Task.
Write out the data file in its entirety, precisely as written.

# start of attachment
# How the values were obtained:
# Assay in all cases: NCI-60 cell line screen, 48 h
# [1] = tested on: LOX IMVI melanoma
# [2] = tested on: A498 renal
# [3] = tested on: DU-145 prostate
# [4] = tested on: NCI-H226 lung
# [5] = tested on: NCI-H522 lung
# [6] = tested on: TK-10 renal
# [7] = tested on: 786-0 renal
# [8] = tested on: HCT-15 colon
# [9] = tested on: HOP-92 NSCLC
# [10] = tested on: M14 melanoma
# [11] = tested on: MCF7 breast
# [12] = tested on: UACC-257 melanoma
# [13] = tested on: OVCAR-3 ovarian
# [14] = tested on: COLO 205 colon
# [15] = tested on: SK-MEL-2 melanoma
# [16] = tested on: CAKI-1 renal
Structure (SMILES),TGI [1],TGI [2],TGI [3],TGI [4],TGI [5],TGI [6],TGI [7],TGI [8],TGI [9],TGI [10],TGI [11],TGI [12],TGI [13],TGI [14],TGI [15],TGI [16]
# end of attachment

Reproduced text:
# How the values were obtained:
# Assay in all cases: NCI-60 cell line screen, 48 h
# [1] = tested on: LOX IMVI melanoma
# [2] = tested on: A498 renal
# [3] = tested on: DU-145 prostate
# [4] = tested on: NCI-H226 lung
# [5] = tested on: NCI-H522 lung
# [6] = tested on: TK-10 renal
# [7] = tested on: 786-0 renal
# [8] = tested on: HCT-15 colon
# [9] = tested on: HOP-92 NSCLC
# [10] = tested on: M14 melanoma
# [11] = tested on: MCF7 breast
# [12] = tested on: UACC-257 melanoma
# [13] = tested on: OVCAR-3 ovarian
# [14] = tested on: COLO 205 colon
# [15] = tested on: SK-MEL-2 melanoma
# [16] = tested on: CAKI-1 renal
Structure (SMILES),TGI [1],TGI [2],TGI [3],TGI [4],TGI [5],TGI [6],TGI [7],TGI [8],TGI [9],TGI [10],TGI [11],TGI [12],TGI [13],TGI [14],TGI [15],TGI [16]